THE Dutch are experiencing a new Golden Age in trade: the export of TV formats.
Few may realise that global sensations such as The Voice, Deal or No Deal, Test the Nation, and most recently Splash!, were all first smash hits in The Netherlands, the home of TV behemoth Endemol and Big Brother’s creator, John de Mol. They have since sailed across the world making waves, and delivering, for some, a new form of cheese and sleaze.
Still, not all Dutch successes translate. Take De Kist (The Coffin), for example, where the presenter drives around Holland with a full-size casket on the roof of his sunshine-yellow Beetle, discussing life and death with celebrities. Even BBC3 would struggle to make that one work. It might do better with Spuiten en Slikken (er, Squirting and Sucking), where young people talk frankly about drugs and sex.
Meanwhile, Neuken Doe Je Zo! (This Is How You F**k!) goes all the way: one episode prosaically showed its teen audience going on their summer holiday how to negotiate the troublesome nightclub bog quickie. In a similar vein, Ten Ways To Turn You On was a gameshow (its giggly, gorgeous young contestants vying to impress one another curiously reminiscent of Take Me Out) ‘scientifically’ measuring men and women’s reactions to various methods of titillation.
After putting celebrities in houses, on buses, and in the jungle, the next step seems obvious, if a little cruel for those nearing the end of their 15 minutes: on benefits. Celebrities on Welfare (De Frogers Effe Geen Cent Te Makken) did just that, putting an 80s Dutch pop star and his family on the dole for a month - apparently a platform for a poverty charity.
I Want Your Child and Nothing Else featured a woman who got to select a sperm donor on TV, but it was De Grote Donor Show (The Big Donor Show) that was a step too far even for liberal Holland. The ‘contestants’ were dialysis patients given the chance to win a dying woman’s kidney, with text votes from viewers (who lives? You decide!). It was later revealed to be a stunt to draw attention to the country’s low donor numbers, a move similar to Britain’s own Come On Down and Out, Kudos/Channel 4’s satirical gameshow featuring homeless people (in fact actors) competing for a house in front of a duped studio audience.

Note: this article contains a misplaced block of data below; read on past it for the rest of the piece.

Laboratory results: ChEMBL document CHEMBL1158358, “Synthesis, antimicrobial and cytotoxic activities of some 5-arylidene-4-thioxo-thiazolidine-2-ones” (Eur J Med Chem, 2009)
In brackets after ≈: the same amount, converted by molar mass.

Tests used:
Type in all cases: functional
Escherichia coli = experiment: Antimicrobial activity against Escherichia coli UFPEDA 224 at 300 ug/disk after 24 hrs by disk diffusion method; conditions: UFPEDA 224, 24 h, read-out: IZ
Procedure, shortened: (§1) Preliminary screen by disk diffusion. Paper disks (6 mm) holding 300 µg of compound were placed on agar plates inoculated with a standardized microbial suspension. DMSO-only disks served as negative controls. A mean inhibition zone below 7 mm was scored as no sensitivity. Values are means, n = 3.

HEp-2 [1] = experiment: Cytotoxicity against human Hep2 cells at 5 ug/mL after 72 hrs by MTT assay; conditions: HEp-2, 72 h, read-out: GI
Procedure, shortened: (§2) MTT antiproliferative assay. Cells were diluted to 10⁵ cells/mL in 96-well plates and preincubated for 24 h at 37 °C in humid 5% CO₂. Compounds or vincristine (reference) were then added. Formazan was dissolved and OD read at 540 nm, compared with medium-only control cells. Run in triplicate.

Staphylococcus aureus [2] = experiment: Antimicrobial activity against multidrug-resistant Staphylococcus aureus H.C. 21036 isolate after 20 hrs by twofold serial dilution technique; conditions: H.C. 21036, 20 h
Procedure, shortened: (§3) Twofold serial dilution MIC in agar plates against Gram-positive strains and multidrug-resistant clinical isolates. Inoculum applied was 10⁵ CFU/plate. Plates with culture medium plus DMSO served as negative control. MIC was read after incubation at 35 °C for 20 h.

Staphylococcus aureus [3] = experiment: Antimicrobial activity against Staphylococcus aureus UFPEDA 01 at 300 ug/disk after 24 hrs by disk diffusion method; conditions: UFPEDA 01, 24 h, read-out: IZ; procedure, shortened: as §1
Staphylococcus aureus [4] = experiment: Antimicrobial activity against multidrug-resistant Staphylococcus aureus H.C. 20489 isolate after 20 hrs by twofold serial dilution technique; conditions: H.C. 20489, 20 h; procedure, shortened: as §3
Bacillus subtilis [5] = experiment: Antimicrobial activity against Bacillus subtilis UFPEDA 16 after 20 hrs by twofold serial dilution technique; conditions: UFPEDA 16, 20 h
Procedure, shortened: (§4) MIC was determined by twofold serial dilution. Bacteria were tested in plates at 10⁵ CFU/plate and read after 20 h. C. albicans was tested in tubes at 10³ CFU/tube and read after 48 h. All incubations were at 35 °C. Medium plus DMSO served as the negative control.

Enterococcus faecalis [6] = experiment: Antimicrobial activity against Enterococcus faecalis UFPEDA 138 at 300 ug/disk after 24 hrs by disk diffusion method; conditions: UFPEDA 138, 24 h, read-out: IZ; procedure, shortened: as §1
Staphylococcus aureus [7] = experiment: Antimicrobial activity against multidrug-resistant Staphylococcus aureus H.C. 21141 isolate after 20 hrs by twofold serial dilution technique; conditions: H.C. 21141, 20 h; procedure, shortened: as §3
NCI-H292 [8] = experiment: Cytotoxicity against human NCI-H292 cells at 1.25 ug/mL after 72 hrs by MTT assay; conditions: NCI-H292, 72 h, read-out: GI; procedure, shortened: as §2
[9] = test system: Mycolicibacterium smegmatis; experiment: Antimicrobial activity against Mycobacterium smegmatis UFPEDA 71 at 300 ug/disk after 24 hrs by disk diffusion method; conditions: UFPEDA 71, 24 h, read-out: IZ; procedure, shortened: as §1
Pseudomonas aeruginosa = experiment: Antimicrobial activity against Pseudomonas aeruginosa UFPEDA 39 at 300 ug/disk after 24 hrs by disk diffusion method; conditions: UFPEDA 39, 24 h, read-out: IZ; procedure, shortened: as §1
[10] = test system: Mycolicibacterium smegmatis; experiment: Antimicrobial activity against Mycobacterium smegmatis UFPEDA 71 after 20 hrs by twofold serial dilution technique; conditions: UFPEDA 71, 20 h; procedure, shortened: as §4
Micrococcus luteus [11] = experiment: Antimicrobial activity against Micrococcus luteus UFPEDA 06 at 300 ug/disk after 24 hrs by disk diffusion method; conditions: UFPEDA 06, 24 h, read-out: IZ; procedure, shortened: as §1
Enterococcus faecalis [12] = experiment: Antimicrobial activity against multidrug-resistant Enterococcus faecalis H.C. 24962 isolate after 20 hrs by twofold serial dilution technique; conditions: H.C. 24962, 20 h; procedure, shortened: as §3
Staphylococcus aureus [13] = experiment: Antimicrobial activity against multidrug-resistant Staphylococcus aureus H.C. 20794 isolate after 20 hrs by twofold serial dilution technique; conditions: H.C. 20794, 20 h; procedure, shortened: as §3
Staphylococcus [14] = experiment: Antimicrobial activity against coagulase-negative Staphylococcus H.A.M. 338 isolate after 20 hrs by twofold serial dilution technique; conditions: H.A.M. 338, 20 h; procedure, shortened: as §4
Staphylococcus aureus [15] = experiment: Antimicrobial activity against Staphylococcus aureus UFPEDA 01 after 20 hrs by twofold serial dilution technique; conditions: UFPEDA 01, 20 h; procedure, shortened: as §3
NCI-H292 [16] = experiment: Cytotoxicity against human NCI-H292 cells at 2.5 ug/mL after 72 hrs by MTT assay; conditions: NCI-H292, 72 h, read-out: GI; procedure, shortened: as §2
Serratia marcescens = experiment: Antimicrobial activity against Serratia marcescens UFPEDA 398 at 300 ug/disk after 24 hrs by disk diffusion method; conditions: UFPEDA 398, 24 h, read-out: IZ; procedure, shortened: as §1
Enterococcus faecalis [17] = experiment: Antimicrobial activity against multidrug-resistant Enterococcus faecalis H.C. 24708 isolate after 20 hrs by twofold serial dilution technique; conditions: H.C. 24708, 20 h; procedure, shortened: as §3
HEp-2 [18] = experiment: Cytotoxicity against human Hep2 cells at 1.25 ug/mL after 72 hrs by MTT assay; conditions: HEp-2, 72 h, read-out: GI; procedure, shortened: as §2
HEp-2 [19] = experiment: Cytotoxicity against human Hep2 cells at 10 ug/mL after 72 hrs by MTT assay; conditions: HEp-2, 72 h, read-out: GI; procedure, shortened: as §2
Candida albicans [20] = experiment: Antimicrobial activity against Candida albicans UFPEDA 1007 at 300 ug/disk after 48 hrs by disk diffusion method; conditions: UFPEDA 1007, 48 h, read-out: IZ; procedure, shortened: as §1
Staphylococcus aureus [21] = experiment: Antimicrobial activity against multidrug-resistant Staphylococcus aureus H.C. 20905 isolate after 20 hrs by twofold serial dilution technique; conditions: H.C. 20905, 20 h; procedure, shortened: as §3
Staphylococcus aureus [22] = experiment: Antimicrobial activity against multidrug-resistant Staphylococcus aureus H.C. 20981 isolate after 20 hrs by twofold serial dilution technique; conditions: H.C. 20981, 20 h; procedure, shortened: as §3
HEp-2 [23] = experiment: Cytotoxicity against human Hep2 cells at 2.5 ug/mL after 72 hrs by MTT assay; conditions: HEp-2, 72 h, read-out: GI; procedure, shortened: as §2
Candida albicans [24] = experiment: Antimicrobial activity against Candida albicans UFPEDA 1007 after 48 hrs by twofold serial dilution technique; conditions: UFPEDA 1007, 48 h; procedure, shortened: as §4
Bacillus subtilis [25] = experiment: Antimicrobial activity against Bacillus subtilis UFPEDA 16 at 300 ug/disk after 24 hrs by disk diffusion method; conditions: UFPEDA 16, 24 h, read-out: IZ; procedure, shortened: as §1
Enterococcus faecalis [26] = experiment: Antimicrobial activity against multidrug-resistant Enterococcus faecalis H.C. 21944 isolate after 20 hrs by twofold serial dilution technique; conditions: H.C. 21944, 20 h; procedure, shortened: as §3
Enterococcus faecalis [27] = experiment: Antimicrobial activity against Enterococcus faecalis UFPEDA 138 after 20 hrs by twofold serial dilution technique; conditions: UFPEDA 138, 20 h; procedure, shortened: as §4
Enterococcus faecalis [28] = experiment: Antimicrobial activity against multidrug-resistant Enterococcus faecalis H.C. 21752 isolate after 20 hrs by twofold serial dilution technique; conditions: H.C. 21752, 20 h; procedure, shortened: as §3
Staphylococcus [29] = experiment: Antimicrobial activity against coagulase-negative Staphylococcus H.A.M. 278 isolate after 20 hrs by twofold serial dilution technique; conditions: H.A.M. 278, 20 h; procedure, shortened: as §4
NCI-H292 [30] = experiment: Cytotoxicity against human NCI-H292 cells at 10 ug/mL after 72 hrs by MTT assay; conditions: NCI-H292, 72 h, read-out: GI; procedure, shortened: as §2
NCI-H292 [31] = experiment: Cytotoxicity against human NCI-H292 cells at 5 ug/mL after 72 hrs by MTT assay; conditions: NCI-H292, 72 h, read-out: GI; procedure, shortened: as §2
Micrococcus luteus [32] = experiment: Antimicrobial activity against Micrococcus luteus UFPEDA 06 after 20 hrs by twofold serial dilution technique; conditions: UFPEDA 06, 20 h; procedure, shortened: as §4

Confirmed to be next on our screens is the Endemol-created I Love My Country, presumably worlds apart from Dutch public broadcaster VPRO’s Weg van Nederland (a play on words meaning both Mad About Holland and Leaving Holland). Featuring asylum seekers awaiting deportation competing in a quiz about aspects of Dutch life, this was in fact another satirical show aimed at provoking debate about the country’s increasingly conservative approach to immigration.
Next up for The Netherlands? A deal is currently being explored to produce a reality show where three foster parent families compete to be chosen by a foster child, although this has already provoked a furore in the country. Taboo-breaking, awareness-raising or plumbing new depths? You decide!